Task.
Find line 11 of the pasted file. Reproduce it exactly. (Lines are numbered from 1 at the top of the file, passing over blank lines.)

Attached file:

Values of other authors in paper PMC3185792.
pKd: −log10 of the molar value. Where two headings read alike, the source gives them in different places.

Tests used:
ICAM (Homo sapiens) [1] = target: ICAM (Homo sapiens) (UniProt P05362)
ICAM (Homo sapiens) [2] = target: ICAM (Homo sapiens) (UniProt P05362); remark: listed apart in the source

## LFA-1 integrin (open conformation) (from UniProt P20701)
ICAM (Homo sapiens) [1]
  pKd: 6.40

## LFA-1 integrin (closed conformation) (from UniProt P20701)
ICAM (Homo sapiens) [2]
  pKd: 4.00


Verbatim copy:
  pKd: 4.00